Bananas and Oranges: The Fruits That Get Us Through Quarantine
During quarantine, my family and I experimented with the myriad of recipes that we’ve always wanted to make. Although we started out baking banana bread, I encountered a newfound realization of the versatility of bananas. Here, I have listed a few convenient ways you can incorporate bananas into your daily life.
Simply eating a banana: Renowned as the most classic way to consume a banana, it’s incredibly convenient to buy a bunch of bananas and store them for whenever you need. Personally, I like my bananas sweeter, so I tend to leave them out, but if you notice that they’re starting to ripen too quickly, simply peel them and pop them in the freezer until you’re ready to use them.
Banana bread: My family oftentimes goes bananas (literally) when I follow Allrecipe’s instructions on its “Banana banana bread” recipe. Usually, I’ll whip up the banana bread batter and bake it over the weekend so that I can snack on it during the week when our schedules are more full.
Smoothies/smoothie bowls: Smoothies naturally contain many fruits, so why not add in a few banana slices for flavor? Usually, when I have study hall at home, I want to snack on something quick so that I can start working on my homework. Bananas, being a fruit that doesn’t need much cutting/slicing, make smoothies quick and easy to prepare.
Banana pancakes: Many people, most notably the Holton Swim and Dive team, know that I LOVE pancakes. After one of our Holiday practices, for example, our team went to The Original Pancake House, and I ordered a stack there to enjoy. However, I was really hungry (we had a two-hour practice!!), and I ate another teammate’s side of pancakes as well (sorry, Sophia- I can pay you back :)). Additionally, after our WMPSSDL swim meet, our team went to IHOP for dinner, and you can guess what I ordered there...pancakes. At home, I make pancakes quite often, but sometimes I find the original batter a bit mundane. Adding mashed bananas and maybe even a bit of cocoa powder to your pancake mix can vary the flavor of your flapjacks for you to enjoy.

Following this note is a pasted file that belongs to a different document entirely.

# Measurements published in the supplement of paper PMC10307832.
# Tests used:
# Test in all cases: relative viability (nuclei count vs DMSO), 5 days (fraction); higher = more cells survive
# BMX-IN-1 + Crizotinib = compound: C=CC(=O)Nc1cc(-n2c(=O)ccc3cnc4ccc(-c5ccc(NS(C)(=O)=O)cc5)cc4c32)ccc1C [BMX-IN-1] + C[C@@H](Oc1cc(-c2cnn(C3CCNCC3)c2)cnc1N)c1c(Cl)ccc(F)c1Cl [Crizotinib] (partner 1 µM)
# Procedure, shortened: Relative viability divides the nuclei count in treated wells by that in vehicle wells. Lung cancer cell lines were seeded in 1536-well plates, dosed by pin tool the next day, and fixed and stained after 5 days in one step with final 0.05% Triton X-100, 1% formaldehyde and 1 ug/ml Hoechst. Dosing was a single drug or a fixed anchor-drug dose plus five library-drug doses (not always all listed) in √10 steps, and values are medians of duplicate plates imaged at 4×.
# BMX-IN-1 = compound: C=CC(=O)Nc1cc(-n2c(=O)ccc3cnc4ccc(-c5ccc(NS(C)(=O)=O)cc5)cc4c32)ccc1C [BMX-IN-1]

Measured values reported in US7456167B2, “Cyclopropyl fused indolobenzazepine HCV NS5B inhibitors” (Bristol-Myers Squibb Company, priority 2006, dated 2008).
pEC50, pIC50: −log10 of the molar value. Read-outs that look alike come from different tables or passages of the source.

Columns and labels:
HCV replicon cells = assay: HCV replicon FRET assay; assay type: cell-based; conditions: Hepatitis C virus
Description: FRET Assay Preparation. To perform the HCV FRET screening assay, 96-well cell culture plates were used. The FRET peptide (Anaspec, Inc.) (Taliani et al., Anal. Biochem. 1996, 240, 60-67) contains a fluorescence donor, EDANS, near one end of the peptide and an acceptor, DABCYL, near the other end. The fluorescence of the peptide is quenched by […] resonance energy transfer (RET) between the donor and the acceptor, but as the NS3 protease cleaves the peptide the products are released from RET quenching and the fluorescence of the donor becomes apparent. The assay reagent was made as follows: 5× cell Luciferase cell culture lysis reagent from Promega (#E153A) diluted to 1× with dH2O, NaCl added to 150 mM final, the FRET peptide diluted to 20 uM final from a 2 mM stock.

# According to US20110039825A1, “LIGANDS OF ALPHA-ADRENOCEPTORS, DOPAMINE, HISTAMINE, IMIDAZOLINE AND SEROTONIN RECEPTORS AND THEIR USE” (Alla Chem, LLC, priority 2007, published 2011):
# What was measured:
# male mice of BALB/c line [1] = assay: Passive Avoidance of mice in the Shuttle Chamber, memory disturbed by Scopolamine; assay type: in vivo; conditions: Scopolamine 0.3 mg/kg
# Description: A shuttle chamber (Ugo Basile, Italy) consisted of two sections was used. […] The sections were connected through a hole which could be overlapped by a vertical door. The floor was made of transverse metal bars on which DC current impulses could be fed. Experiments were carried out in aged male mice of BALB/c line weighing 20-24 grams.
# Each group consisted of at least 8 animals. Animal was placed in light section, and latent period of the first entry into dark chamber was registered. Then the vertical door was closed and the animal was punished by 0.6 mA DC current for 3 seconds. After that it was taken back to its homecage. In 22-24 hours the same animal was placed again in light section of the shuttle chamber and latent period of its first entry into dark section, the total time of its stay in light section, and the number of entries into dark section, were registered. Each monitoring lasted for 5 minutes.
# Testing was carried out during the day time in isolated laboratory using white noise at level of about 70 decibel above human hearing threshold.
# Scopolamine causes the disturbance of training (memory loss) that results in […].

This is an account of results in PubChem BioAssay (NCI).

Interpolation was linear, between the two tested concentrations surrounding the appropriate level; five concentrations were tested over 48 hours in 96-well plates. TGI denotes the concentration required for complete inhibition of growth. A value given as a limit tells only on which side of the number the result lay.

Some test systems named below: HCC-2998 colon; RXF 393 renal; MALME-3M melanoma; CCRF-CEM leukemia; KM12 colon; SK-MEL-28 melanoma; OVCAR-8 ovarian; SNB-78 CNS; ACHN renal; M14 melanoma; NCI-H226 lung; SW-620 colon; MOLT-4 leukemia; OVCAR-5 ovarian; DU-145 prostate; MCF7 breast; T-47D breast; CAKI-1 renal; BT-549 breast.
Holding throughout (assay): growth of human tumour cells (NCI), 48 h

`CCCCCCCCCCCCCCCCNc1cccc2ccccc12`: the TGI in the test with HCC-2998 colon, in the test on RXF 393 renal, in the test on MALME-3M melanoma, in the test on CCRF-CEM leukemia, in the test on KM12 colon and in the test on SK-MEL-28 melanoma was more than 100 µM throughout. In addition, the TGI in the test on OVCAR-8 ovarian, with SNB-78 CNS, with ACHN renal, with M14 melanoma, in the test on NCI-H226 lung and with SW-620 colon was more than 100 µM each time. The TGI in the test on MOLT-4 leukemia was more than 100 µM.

Although I listed a few ways to consume bananas, there are a myriad of other ways to enjoy this simple but underappreciated fruit. For now, I’d like to draw your attention to the fun facts below:
A single banana is called a “finger,” whereas a group of fingers make up a “hand” of bananas, and multiple hands that grow together are called a “bunch” (https://kids.sandiegozoo.org/stories/go-bananas).
I have to admit... I’m not the biggest fan of bananas like Joyce is because I don't really enjoy the “squishy” texture of the fruit, BUT I do have my own little fruit obsession. Especially during the colder months, my family is extremely big on oranges. The reason being, most other fruits are either extremely expensive or not as fresh as in the summer (aka squishy). Anyway, the level of obsession in my house started with just me but has gradually spread to my entire family. I kid you not, it has become slightly an issue. Let me expound… Here’s how you know you have a slight addiction to eating oranges.
According to MayoClinic the recommended daily consumption of Vitamin C is from 65 to 90 mg, with the upper limit being 2000 mg. An average small orange, about two to three in. in diameter, contains around 50 mg of Vitamin C. One cup of orange juice contains about 100 mg of Vitamin C. I would say that on average I eat about six to eight oranges a day and drink
three to four cups of orange juice. Doing some quick math here…that’s about 750mg of Vitamin C per day! Although of course this amount is under the daily limit, it is almost ten times the recommended daily amount for Vitamin C.
For those of you who do not enjoy math or prefer to avoid doing math during your free time, let me put this simply. My family can finish three bags of 15 clementines in two days and a carton of 1.5 L Tropicana Orange Juices in less than four days.
And a small fun fact to end my short piece: Due to its high resistance to disease, more oranges are killed by lightning than by plant diseases.